The Story Behind Stockton

Elizabeth Alton, along with other trustees and guests, speaks at the opening of Stockton

Elizabeth Alton headshotGalloway, N.J. - Often called the “founding mother of Stockton,” Elizabeth Barstow Alton led the campaign to locate a college in South Jersey in the mid-1960s.

But, as strong and persistent a force as she was, she could not have done it alone.  In fact, one of her strengths was knowing how to build coalitions and find partners.

Those partners ranged from schoolchildren who wrote letters, media, businesspeople, clubs and organizations, and powerful state and local politicians who were smart enough to get on board when the Elizabeth Alton train roared through.

Alton talks about her campaign in two books: “The Stockton Story,” published by Stockton in 1983 and “Beauty is Never Enough” a memoir of her life published by the South Jersey Culture & History Center at Stockton in 2021.

The fight to get a university in South Jersey was not an easy one.  In 1965 the State Board of Higher Education asked a committee to make recommendations in the northwestern and southeastern parts of the state to locate just one new college.

map of NJ colleges
Map of N.J. colleges that traveled the state with Elizabeth Alton and Mildred Brick.

In February 1966, Alton, who was already prominent in the Miss America Pageant hostess committee and the N.J. Federation of Women’s Clubs, spoke at the Atlantic City Kiwanis Club and promoted the idea of a college in South Jersey. 

Appearances on the popular Pinky Kravitz radio show, and a visit from prominent Rabbi Aaron Krauss encouraged her to mount a campaign.  With friend Mildred Brick, Alton began traveling the state, talking to anyone who would listen.  They created a large chart showing the locations of all the colleges in the state and it was hard to argue against her when the map clearly showed the large empty gap in the southeast.

Support grew from Atlantic County into Cape May and Cumberland counties, where there was also interest by the prominent “Committee of 50” in locating the college in the Vineland area.

The Press of Atlantic City and its then editor, Charles Reynolds (who later served on the first Board of Trustees) kept the issue in the news and in front of the public and politicians.  James Hayward, then president of Atlantic City Electric Company, actively served as vice-chair of the Citizens Committee for Higher Education, formed to promote the college.

But as support grew locally, political maneuverings in the north attempted to block any progress. Alton was even called suddenly (and she believes suspiciously) to appear for jury duty, preventing her from attending an important meeting in Trenton on the proposal for a new college.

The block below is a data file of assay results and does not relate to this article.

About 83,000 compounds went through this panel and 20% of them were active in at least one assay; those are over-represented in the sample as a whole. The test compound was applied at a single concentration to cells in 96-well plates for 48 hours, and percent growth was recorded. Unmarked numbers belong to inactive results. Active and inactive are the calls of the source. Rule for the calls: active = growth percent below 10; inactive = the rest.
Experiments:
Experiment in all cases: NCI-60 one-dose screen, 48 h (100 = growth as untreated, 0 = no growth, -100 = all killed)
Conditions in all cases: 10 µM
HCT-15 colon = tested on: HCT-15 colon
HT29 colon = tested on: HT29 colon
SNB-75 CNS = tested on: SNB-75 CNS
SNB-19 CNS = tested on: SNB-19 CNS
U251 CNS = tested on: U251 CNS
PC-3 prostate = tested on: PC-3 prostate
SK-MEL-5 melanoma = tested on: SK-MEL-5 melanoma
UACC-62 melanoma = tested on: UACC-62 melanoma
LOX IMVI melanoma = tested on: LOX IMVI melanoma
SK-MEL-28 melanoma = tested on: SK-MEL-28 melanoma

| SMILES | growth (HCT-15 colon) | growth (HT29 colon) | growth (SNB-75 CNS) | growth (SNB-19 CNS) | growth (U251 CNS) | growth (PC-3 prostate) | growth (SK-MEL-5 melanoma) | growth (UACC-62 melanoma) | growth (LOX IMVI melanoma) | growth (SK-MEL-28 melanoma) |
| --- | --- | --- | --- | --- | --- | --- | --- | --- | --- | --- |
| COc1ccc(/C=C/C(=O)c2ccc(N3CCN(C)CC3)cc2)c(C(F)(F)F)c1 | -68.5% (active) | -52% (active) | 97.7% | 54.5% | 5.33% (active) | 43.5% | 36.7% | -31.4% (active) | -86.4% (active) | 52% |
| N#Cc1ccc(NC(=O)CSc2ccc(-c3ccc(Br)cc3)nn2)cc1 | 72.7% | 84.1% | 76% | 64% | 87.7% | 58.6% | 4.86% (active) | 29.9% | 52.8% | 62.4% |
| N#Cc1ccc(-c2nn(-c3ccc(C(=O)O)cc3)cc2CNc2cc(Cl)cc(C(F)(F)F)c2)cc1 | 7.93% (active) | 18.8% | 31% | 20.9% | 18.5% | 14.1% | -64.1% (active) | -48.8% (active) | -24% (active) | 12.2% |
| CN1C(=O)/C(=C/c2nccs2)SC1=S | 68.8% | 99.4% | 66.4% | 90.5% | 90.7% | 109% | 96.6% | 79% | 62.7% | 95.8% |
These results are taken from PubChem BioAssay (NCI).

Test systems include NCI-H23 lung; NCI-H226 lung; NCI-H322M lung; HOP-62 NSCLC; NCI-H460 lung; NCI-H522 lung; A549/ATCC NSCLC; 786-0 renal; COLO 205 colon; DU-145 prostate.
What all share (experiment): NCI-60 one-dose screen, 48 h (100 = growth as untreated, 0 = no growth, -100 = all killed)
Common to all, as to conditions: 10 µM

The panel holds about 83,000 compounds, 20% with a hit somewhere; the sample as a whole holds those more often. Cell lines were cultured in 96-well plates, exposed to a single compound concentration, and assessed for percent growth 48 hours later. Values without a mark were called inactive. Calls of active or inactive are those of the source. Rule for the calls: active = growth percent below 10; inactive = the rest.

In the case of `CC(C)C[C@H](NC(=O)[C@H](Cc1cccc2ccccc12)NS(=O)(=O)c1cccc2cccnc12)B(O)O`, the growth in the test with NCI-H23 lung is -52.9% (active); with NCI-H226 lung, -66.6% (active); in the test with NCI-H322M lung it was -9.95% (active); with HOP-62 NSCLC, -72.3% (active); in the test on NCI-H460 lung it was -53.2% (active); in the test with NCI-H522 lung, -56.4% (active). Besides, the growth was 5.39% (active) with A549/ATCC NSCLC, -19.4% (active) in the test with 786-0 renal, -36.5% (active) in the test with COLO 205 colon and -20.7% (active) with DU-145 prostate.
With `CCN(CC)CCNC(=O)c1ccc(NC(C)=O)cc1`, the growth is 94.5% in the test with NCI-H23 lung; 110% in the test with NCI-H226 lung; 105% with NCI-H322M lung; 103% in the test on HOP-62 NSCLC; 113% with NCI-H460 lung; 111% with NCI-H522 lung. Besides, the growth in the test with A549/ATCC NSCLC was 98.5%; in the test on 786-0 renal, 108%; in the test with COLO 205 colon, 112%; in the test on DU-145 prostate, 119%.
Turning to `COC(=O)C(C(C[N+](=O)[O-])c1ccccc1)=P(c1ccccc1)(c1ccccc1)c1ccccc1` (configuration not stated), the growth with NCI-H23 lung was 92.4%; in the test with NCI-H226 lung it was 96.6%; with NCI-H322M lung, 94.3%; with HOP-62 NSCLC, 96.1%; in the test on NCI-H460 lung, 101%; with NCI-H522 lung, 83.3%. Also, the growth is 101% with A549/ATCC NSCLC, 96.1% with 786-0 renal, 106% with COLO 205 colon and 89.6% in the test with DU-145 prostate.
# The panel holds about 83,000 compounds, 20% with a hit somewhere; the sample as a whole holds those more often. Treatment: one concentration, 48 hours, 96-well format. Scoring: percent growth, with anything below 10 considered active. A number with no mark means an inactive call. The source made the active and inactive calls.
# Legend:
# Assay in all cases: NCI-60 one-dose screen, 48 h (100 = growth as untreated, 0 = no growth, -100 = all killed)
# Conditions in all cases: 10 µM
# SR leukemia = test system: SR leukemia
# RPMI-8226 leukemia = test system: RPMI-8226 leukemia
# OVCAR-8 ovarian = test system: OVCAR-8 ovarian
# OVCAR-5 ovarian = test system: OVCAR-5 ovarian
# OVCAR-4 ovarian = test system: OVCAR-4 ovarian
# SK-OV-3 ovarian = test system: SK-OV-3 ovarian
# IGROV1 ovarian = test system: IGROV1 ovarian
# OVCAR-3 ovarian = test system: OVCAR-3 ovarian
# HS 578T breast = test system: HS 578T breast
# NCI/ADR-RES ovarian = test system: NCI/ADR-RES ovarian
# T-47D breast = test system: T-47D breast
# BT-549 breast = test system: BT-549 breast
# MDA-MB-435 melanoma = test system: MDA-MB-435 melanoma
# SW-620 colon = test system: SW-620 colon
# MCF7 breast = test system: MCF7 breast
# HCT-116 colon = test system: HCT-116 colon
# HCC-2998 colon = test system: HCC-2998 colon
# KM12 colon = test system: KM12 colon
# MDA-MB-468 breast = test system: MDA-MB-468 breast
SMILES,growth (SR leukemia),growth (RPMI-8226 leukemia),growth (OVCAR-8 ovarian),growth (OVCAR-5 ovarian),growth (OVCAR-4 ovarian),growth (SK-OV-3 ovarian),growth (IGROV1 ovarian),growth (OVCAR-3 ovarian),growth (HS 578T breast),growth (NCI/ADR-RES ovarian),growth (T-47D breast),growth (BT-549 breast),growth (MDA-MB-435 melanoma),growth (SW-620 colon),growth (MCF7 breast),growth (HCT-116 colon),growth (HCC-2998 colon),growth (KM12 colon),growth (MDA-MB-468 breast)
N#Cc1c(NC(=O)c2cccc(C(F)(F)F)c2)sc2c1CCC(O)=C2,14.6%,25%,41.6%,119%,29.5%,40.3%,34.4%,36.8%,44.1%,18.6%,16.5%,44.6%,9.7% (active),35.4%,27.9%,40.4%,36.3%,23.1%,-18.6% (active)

Not to be deterred, Alton met with the new chancellor of higher education in 1967 and hosted a dinner to honor him in Atlantic City in early 1968.  The state Board of Higher Education in May 1968 compromised by recommending two new state colleges. But they still needed funding.

Local state Sen. Frank “Hap” Farley, a powerhouse politician whose support was crucial, at first wouldn’t meet with Alton.  Alton writes in “Beauty is Never Enough” (p333) that “I determined to secure his full attention and persuade him to work for our college in the legislature by arousing so much public support that a college would become a political necessity.”

When she did just that, Farley came on board full force, blocking a proposed state bond issue for construction until a South Jersey college was included. Legislators called it “Farley’s college.”

Alton and supporters still kept working to convince voters to support the bond issue, which passed in November 1968.

Alton, who was appointed to serve on Stockton’s first Board of Trustees, including a term as chair, notes in “Beauty is Never Enough” (p334) that on its 10th anniversary the college honored the first board of trustees as college founders.

Alton family at the Lounge naming
Members of the Alton family at the naming of the Alton Student Lounge in Atlantic City

“They were the builders and planners of the college from day one, but they were not the real founders of the college,” Alton wrote. “The people of South Jersey were.”

Still, it was the organizational talents and persistence of Elizabeth Alton who mobilized the people to act. In the foreword to the “The Stockton Story” she wrote:

“This history is meant to be an inspiration to those who dream great dreams but hesitate to take the first steps necessary for their fulfillment… The Stockton Story is a clear example that average people can achieve goals they seek through careful planning, preparation and organization, coupled with the kind of persistence that refuses to accept defeat.”

- By Diane D'Amico